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Canadian farmers ‘not satisfied’ with EU trade deal

Beef cattle are pictured on a beef farm in Saint-Anicet, Quebec, Canada on March 22, 2024
Beef cattle are pictured on a beef farm in Saint-Anicet, Quebec, Canada on March 22, 2024 - Copyright AFP Geneviève NORMAND
Beef cattle are pictured on a beef farm in Saint-Anicet, Quebec, Canada on March 22, 2024 - Copyright AFP Geneviève NORMAND
Geneviève NORMAND, Marion THIBAUT

Canadian farmers say they are bewildered by the French Senate’s rejection last week of the free trade agreement between the EU and Canada — as agricultural producers and trade experts suggest that the accord mainly benefits Europeans over their North American counterparts.

“We are not satisfied with the agreement either,” said Canadian farmer Kirk Jackson.

Following its approval by the European parliament at the start of 2017, the Comprehensive Economic and Trade Agreement (CETA) has been provisionally applied since September of that year.

– European ‘fantasies’ on Canadian farming – 

For Genevieve Dufour, an expert in international trade law at the University of Ottawa, there continues to be a lot of “fantasies” in how Europeans view Canadian agriculture.

In practice, no goods banned in Europe are allowed to pass through EU customs, under rules set out in the CETA pact.

“We often hear about (imports of) beef with hormones, genetically modified organisms.” But “in reality, that’s not exactly what’s happening.” Dufour said.  

“The French can decide not to import certain products (and) that’s what they do,” she explained.

– ‘Based on science’ – 

These restrictions are also viewed negatively by Canadian farmers and the agri-food sector, which do not understand Europe’s rejection of their practices.

“It was not a good deal for Canada from the start because Europe decided to put technical restrictions,” explained Jackson, a farmer and representative of Canadian cattle ranchers who defends the use of hormones in the industry.

He insists that these practices are controlled and “based on science.”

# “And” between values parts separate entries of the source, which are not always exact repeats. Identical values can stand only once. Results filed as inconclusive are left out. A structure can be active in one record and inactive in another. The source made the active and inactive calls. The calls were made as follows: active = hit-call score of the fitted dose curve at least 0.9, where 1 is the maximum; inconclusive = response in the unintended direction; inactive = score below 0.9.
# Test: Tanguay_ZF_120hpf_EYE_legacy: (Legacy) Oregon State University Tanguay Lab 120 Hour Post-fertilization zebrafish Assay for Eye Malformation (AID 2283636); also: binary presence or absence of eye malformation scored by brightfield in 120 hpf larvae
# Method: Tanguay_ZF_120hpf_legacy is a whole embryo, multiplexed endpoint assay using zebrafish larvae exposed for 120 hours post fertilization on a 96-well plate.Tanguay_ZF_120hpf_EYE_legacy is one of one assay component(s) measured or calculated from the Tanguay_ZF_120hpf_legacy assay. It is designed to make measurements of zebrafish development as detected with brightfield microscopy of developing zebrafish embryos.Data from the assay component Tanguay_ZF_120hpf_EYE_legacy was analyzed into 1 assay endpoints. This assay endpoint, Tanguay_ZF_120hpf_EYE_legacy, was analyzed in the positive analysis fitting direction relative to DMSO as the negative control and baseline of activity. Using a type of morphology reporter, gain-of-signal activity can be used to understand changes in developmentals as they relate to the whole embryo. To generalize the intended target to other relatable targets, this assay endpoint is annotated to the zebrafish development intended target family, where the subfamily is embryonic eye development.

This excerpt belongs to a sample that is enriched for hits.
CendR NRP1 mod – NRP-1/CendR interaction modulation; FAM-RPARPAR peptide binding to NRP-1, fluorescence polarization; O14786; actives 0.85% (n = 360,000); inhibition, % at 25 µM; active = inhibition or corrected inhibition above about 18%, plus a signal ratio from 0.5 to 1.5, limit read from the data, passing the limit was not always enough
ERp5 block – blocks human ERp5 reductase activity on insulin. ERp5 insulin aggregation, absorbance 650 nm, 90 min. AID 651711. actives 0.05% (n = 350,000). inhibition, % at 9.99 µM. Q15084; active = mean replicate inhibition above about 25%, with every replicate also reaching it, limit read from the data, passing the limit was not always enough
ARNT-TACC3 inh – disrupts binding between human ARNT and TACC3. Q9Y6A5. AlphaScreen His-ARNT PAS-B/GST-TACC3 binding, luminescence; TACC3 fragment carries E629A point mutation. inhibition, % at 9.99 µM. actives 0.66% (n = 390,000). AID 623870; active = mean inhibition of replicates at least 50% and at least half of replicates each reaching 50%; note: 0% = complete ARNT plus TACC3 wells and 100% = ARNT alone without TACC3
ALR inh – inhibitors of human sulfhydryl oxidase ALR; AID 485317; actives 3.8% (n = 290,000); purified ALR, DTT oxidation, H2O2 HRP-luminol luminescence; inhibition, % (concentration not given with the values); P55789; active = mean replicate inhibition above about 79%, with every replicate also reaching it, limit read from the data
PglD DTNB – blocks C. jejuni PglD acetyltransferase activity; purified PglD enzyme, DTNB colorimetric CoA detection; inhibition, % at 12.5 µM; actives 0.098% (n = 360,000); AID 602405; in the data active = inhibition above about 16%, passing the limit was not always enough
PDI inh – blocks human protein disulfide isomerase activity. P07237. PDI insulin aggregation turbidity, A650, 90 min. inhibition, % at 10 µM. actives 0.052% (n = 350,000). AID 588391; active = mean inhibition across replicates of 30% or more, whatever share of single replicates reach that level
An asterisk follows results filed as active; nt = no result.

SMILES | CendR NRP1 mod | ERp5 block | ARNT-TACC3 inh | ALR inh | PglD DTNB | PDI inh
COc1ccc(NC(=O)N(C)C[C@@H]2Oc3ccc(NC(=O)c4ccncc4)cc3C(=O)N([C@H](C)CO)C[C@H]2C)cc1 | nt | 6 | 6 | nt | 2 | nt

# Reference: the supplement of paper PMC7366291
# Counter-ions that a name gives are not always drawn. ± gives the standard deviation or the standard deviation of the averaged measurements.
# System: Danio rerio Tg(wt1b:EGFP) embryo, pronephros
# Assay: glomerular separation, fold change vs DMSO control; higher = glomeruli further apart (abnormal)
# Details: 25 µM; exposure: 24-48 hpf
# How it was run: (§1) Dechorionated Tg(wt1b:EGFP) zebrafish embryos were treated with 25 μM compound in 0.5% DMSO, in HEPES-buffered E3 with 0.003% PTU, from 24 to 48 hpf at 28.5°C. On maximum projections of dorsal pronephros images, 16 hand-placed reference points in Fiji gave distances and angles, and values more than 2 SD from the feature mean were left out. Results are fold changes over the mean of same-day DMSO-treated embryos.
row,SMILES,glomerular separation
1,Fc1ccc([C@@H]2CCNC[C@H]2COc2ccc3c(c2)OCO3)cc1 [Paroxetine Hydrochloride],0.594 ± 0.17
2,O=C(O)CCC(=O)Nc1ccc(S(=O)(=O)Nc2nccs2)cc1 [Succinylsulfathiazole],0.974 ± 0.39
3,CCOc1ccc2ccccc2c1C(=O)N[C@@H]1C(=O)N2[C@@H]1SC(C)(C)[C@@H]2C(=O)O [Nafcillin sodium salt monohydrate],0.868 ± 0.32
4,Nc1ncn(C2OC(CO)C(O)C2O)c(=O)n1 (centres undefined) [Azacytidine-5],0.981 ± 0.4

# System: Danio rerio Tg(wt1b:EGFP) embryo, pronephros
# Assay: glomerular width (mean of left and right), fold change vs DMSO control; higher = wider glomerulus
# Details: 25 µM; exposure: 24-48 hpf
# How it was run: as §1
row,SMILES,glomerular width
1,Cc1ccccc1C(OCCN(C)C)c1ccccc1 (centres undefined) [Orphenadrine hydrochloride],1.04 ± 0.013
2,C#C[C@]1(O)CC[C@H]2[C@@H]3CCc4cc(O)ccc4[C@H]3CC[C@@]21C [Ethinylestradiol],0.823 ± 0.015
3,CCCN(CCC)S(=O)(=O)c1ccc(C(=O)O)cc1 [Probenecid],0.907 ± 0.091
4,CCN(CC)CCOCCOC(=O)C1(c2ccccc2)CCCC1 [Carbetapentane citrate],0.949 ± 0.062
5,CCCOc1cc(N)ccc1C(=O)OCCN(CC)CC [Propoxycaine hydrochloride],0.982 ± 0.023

“Our food goes through a verification system that is among the best in the world and scientifically there is no risk. So, we should not use lies, unconfirmed information to infringe on trade,” said Michael Harvey, executive director of the Canadian Agri-Food Trade Alliance.

Given the restrictions, very few Canadian cattle breeders have chosen to export to the European market. In 2023, 1,360 metric tons of beef were exported to the EU, barely two percent of the volume authorized by the agreement. For France, the figures are even smaller: less than 30 metric tons of Canadian beef were imported in 2023.

– CETA benefits for Europe – 

“When we look at the figures, we realize that it is the Europeans who gain the most from this agreement and that the French are really not left out,” said Genevieve Dufour. “Canada is an excellent export market for France.”

In terms of trade flowing west over the Atlantic, EU beef exports to Canada have increased 1,700 metric tons to 14,000 metric tons over the past seven years.

Among the other big winners in the trade agreement: wines, spirits and cheeses.

“We cannot reduce the free trade agreement to just agriculture,” added Dufour.

“France has gained a lot in terms of pharmaceutical protection and companies can respond to (Canadian) public calls for tender, a possibility that has never been granted to any trading partner,” added the lawyer.

– Accord’s effects likely to increase –

For seven years, Canada has mainly exported to Europe and France transport materials, oil, and minerals such as uranium and lithium, which are essential for environmentally friendly manufacturing.

These shipments between Canada and Europe have taken on new significance since the start of the war in Ukraine and the application of European sanctions against Russian President Vladimir Putin’s regime.

Thanks to CETA, Europe was able to substitute Canadian products for Russian products that it no longer imports — thus Canadian exports of oil, nickel, fertilizers and wheat have increased significantly.

In the future, the accord “could become even more useful,” explained a diplomatic source. “Canada is a land of critical minerals and Europeans will need them to continue their energy transition efforts,” added the same source.

Written By

With 2,400 staff representing 100 different nationalities, AFP covers the world as a leading global news agency. AFP provides fast, comprehensive and verified coverage of the issues affecting our daily lives.

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